The son of the Gambia’s assassinated senior journalist is claiming to get back his security.
Deyda Hydara Jr., an engineer in London, told the Abuja-based Economic Community of West African States Court to pile pressure on the Gambia government to allow him back in the country and guarantee his security. The teen’s father’s was gunned by unidentified gunmen less than 100 meters from the Police Intervention Unit on December 16th, 2004. Deyda Hydara, 54, died on a night he celebrated his marriage and paper’s 13th anniversary.
At the time of his gruesome death, Mr. Hydara was the Managing Editor of The Point newspaper. He also served as a correspondent for many international news organizations, including the AFP and Reporters sans frontières.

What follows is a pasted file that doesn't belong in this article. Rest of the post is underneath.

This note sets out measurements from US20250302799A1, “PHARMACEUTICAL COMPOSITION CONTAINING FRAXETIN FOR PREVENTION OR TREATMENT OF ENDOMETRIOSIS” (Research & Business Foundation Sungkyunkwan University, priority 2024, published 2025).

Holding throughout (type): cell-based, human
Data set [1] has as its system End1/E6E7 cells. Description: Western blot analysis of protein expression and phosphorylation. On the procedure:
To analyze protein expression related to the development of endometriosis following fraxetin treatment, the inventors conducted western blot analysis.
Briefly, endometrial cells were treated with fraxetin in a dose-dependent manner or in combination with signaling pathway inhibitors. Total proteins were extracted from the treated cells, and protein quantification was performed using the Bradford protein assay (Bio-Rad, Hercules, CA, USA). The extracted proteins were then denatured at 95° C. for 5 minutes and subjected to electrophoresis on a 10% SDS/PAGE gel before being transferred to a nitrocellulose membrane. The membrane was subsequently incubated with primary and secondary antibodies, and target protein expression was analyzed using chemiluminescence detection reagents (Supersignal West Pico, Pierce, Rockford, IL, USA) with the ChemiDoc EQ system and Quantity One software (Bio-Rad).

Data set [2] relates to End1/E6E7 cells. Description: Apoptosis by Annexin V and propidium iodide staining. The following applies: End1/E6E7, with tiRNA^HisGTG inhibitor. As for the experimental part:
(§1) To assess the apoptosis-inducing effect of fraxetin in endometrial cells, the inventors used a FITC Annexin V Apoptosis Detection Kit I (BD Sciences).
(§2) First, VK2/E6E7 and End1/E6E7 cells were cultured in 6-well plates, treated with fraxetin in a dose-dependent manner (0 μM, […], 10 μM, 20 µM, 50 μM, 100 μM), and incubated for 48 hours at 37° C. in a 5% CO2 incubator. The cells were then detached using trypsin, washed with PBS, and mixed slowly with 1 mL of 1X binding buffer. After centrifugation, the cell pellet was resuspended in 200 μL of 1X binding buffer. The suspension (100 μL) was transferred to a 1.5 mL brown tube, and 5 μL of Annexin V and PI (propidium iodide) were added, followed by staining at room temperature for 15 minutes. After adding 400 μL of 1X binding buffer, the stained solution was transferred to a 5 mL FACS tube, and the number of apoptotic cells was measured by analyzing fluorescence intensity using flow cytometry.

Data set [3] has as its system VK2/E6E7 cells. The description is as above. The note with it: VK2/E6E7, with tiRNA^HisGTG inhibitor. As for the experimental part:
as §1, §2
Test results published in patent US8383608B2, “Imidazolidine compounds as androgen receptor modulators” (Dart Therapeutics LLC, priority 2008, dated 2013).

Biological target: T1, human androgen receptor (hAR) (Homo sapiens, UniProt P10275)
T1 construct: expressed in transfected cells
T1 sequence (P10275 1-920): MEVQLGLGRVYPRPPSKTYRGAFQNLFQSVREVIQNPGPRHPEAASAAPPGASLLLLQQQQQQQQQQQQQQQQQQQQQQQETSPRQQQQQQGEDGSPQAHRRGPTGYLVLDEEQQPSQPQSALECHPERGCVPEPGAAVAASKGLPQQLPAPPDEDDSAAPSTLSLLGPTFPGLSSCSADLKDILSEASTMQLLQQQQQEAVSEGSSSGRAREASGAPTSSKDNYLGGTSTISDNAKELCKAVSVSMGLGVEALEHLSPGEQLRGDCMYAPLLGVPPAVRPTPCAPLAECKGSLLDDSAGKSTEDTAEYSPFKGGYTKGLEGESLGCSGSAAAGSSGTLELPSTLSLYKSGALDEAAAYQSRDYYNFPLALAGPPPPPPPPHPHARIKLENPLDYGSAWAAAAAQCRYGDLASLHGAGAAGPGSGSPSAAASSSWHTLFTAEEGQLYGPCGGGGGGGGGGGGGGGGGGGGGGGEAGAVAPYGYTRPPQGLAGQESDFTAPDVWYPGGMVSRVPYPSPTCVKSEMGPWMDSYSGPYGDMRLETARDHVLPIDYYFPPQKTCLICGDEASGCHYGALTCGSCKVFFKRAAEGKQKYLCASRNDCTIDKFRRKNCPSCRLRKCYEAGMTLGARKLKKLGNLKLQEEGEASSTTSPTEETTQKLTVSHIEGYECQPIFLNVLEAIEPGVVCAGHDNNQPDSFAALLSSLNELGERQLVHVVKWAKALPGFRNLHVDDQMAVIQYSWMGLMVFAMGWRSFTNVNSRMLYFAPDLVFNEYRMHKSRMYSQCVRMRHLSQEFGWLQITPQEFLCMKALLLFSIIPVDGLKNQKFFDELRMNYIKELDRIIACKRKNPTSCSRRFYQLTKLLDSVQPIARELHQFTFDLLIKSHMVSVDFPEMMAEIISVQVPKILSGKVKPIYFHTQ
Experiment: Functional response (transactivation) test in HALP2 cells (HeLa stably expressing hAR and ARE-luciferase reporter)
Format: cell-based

Deyda Jr., who was 11 years when his father was assassinated, testified before ECOWAS Court judges at Togo’s Supreme Court in Lomé on Friday. He represented the Hydara family in a case that seeks justice for the slain co-proprietor of The Point. The case was precipitated by the Gambia government’s refusal to either launch investigation into the case or allow external investigators to chip in.
The Hydara family and the International Federation of Journalist (IFJ-Africa) in Africa sought redress at the ECOWAS Court. Several media rights organizations, including the IFJ-Africa, Union des Journalistes Indépendants du Togo and Credo Tetteh, were represented in court.
The case resumes on March 11 for another witness to testify.
Though a signatory to the ECOWAS Protocol that culminated in the establishment of the Community Court, the Gambia government blatantly refused to comply with the court’s decisions in the past.